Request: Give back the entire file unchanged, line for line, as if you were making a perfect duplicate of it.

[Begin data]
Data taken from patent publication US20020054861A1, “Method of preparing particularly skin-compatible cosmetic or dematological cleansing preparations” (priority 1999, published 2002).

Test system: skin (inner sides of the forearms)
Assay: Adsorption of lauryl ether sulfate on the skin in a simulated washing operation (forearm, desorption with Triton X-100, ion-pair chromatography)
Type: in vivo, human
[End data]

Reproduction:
Data taken from patent publication US20020054861A1, “Method of preparing particularly skin-compatible cosmetic or dematological cleansing preparations” (priority 1999, published 2002).

Test system: skin (inner sides of the forearms)
Assay: Adsorption of lauryl ether sulfate on the skin in a simulated washing operation (forearm, desorption with Triton X-100, ion-pair chromatography)
Type: in vivo, human